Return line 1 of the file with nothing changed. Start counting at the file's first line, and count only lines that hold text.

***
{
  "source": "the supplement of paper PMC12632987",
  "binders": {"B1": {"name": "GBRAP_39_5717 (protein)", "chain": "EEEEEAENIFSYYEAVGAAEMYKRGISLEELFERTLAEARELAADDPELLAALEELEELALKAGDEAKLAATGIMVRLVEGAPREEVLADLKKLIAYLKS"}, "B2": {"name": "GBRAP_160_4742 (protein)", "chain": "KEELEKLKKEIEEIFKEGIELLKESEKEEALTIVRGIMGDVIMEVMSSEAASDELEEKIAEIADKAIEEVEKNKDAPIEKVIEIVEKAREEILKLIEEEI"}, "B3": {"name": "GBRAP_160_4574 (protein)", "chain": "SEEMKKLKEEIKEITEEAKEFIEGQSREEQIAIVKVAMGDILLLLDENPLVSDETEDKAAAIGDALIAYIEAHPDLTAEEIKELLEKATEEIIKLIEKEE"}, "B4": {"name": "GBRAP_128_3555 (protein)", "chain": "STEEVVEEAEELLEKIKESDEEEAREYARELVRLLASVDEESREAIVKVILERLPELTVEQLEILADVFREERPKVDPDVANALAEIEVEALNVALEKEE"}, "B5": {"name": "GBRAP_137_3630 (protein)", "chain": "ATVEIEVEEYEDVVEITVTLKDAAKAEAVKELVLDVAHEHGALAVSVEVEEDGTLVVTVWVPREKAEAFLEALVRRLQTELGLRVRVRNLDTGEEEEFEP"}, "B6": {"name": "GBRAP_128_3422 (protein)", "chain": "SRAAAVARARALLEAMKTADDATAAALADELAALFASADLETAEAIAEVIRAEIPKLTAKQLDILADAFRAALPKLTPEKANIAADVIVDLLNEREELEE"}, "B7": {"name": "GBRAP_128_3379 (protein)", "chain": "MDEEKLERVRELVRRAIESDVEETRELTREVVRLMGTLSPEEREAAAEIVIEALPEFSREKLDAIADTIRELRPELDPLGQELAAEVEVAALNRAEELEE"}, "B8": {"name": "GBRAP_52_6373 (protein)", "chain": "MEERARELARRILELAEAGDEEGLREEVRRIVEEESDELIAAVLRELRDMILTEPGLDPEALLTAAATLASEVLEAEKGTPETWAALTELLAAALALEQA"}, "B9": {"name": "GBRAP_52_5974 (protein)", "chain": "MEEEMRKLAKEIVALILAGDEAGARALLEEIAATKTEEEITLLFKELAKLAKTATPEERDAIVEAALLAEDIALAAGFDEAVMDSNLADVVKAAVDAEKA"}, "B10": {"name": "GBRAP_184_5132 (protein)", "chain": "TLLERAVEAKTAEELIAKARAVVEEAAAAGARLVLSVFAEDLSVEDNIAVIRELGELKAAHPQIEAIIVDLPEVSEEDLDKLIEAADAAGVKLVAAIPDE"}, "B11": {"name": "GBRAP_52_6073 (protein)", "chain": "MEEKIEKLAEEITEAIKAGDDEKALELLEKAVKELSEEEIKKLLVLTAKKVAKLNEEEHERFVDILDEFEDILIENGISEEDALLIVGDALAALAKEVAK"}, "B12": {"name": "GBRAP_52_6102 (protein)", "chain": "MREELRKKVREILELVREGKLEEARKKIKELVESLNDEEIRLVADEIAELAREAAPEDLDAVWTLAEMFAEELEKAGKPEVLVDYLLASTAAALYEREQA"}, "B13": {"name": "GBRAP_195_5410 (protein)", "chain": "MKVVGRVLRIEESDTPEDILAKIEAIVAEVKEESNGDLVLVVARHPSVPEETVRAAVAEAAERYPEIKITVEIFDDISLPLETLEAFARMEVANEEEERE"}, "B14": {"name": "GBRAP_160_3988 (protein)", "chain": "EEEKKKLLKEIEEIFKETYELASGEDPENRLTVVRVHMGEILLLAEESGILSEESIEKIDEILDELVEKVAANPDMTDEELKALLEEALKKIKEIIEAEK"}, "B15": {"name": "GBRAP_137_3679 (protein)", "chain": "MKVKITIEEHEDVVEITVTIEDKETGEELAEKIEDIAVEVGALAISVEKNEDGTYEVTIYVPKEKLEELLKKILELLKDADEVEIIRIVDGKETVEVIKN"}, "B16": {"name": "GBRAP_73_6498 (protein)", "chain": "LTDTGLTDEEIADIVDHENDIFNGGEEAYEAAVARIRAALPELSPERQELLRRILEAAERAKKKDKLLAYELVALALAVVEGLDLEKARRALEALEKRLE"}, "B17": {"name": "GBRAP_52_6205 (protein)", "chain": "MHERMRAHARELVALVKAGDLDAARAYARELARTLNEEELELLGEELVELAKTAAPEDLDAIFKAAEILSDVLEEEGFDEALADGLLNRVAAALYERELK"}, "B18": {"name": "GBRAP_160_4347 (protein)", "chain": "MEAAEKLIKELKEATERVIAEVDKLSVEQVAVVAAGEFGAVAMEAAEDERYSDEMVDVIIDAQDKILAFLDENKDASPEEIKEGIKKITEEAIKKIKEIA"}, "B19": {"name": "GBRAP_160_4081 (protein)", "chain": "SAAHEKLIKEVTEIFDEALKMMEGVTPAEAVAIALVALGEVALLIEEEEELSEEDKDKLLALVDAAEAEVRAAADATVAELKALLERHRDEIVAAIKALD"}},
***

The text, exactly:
{